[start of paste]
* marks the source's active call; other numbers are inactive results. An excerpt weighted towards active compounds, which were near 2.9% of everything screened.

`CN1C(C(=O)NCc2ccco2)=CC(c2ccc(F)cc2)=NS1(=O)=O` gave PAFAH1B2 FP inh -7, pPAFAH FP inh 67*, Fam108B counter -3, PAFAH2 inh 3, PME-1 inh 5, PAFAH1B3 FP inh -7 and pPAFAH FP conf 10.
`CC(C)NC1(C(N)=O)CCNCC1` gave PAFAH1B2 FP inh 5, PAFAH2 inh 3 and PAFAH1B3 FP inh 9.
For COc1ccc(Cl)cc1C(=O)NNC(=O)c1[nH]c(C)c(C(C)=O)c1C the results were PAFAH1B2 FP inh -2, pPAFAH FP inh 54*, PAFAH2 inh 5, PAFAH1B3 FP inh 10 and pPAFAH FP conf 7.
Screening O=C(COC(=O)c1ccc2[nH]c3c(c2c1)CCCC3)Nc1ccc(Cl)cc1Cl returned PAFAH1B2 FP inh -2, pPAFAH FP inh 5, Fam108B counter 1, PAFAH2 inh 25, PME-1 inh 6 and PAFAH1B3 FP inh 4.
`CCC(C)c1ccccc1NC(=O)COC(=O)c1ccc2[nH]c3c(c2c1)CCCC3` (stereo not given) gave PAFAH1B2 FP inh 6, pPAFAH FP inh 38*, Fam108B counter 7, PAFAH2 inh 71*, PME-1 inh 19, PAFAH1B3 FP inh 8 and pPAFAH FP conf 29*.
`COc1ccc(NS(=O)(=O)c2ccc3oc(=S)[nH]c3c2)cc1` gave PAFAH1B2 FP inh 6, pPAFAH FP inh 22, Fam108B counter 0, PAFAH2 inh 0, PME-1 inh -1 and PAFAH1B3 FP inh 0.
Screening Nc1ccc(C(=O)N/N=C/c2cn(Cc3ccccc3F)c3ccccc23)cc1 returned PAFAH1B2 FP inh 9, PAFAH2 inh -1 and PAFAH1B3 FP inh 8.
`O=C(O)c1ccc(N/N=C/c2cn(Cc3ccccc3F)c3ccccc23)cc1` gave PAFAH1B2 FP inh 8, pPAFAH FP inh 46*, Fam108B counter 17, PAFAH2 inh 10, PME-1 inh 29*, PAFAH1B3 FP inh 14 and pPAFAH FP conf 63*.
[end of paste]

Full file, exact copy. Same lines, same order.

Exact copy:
* marks the source's active call; other numbers are inactive results. An excerpt weighted towards active compounds, which were near 2.9% of everything screened.

`CN1C(C(=O)NCc2ccco2)=CC(c2ccc(F)cc2)=NS1(=O)=O` gave PAFAH1B2 FP inh -7, pPAFAH FP inh 67*, Fam108B counter -3, PAFAH2 inh 3, PME-1 inh 5, PAFAH1B3 FP inh -7 and pPAFAH FP conf 10.
`CC(C)NC1(C(N)=O)CCNCC1` gave PAFAH1B2 FP inh 5, PAFAH2 inh 3 and PAFAH1B3 FP inh 9.
For COc1ccc(Cl)cc1C(=O)NNC(=O)c1[nH]c(C)c(C(C)=O)c1C the results were PAFAH1B2 FP inh -2, pPAFAH FP inh 54*, PAFAH2 inh 5, PAFAH1B3 FP inh 10 and pPAFAH FP conf 7.
Screening O=C(COC(=O)c1ccc2[nH]c3c(c2c1)CCCC3)Nc1ccc(Cl)cc1Cl returned PAFAH1B2 FP inh -2, pPAFAH FP inh 5, Fam108B counter 1, PAFAH2 inh 25, PME-1 inh 6 and PAFAH1B3 FP inh 4.
`CCC(C)c1ccccc1NC(=O)COC(=O)c1ccc2[nH]c3c(c2c1)CCCC3` (stereo not given) gave PAFAH1B2 FP inh 6, pPAFAH FP inh 38*, Fam108B counter 7, PAFAH2 inh 71*, PME-1 inh 19, PAFAH1B3 FP inh 8 and pPAFAH FP conf 29*.
`COc1ccc(NS(=O)(=O)c2ccc3oc(=S)[nH]c3c2)cc1` gave PAFAH1B2 FP inh 6, pPAFAH FP inh 22, Fam108B counter 0, PAFAH2 inh 0, PME-1 inh -1 and PAFAH1B3 FP inh 0.
Screening Nc1ccc(C(=O)N/N=C/c2cn(Cc3ccccc3F)c3ccccc23)cc1 returned PAFAH1B2 FP inh 9, PAFAH2 inh -1 and PAFAH1B3 FP inh 8.
`O=C(O)c1ccc(N/N=C/c2cn(Cc3ccccc3F)c3ccccc23)cc1` gave PAFAH1B2 FP inh 8, pPAFAH FP inh 46*, Fam108B counter 17, PAFAH2 inh 10, PME-1 inh 29*, PAFAH1B3 FP inh 14 and pPAFAH FP conf 63*.